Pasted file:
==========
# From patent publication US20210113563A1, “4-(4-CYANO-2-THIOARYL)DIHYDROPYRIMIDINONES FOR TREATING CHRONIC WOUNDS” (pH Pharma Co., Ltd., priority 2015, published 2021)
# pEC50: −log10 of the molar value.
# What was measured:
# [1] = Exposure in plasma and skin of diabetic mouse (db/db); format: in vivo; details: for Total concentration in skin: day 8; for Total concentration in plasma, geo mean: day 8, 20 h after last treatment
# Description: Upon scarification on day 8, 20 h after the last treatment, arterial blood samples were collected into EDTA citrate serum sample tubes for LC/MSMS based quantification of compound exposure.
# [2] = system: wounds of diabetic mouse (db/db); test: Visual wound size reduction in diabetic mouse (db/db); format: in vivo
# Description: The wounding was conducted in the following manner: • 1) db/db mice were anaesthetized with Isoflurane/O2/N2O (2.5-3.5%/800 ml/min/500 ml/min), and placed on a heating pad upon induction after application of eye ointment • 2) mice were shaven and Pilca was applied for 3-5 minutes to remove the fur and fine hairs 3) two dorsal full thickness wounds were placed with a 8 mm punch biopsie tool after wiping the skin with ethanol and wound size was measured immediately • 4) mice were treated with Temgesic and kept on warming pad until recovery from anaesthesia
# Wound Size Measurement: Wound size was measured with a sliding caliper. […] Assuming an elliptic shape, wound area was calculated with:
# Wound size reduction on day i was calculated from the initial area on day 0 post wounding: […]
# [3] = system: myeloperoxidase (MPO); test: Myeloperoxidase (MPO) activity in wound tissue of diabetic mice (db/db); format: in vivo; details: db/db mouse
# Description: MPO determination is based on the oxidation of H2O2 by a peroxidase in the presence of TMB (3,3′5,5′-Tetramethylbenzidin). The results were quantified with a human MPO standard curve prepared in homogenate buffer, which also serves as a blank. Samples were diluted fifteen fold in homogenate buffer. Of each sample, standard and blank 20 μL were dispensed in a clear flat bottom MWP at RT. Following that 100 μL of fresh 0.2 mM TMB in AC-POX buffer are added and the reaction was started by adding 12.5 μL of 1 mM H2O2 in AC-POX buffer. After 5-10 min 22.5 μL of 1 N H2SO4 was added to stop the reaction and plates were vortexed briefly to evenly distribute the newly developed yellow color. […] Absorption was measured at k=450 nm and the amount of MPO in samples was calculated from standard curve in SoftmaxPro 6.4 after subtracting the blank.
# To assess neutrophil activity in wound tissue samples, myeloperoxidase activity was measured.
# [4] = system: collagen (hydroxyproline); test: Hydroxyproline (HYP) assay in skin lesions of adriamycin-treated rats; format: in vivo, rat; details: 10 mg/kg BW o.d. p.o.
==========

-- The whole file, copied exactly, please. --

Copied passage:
# From patent publication US20210113563A1, “4-(4-CYANO-2-THIOARYL)DIHYDROPYRIMIDINONES FOR TREATING CHRONIC WOUNDS” (pH Pharma Co., Ltd., priority 2015, published 2021)
# pEC50: −log10 of the molar value.
# What was measured:
# [1] = Exposure in plasma and skin of diabetic mouse (db/db); format: in vivo; details: for Total concentration in skin: day 8; for Total concentration in plasma, geo mean: day 8, 20 h after last treatment
# Description: Upon scarification on day 8, 20 h after the last treatment, arterial blood samples were collected into EDTA citrate serum sample tubes for LC/MSMS based quantification of compound exposure.
# [2] = system: wounds of diabetic mouse (db/db); test: Visual wound size reduction in diabetic mouse (db/db); format: in vivo
# Description: The wounding was conducted in the following manner: • 1) db/db mice were anaesthetized with Isoflurane/O2/N2O (2.5-3.5%/800 ml/min/500 ml/min), and placed on a heating pad upon induction after application of eye ointment • 2) mice were shaven and Pilca was applied for 3-5 minutes to remove the fur and fine hairs 3) two dorsal full thickness wounds were placed with a 8 mm punch biopsie tool after wiping the skin with ethanol and wound size was measured immediately • 4) mice were treated with Temgesic and kept on warming pad until recovery from anaesthesia
# Wound Size Measurement: Wound size was measured with a sliding caliper. […] Assuming an elliptic shape, wound area was calculated with:
# Wound size reduction on day i was calculated from the initial area on day 0 post wounding: […]
# [3] = system: myeloperoxidase (MPO); test: Myeloperoxidase (MPO) activity in wound tissue of diabetic mice (db/db); format: in vivo; details: db/db mouse
# Description: MPO determination is based on the oxidation of H2O2 by a peroxidase in the presence of TMB (3,3′5,5′-Tetramethylbenzidin). The results were quantified with a human MPO standard curve prepared in homogenate buffer, which also serves as a blank. Samples were diluted fifteen fold in homogenate buffer. Of each sample, standard and blank 20 μL were dispensed in a clear flat bottom MWP at RT. Following that 100 μL of fresh 0.2 mM TMB in AC-POX buffer are added and the reaction was started by adding 12.5 μL of 1 mM H2O2 in AC-POX buffer. After 5-10 min 22.5 μL of 1 N H2SO4 was added to stop the reaction and plates were vortexed briefly to evenly distribute the newly developed yellow color. […] Absorption was measured at k=450 nm and the amount of MPO in samples was calculated from standard curve in SoftmaxPro 6.4 after subtracting the blank.
# To assess neutrophil activity in wound tissue samples, myeloperoxidase activity was measured.
# [4] = system: collagen (hydroxyproline); test: Hydroxyproline (HYP) assay in skin lesions of adriamycin-treated rats; format: in vivo, rat; details: 10 mg/kg BW o.d. p.o.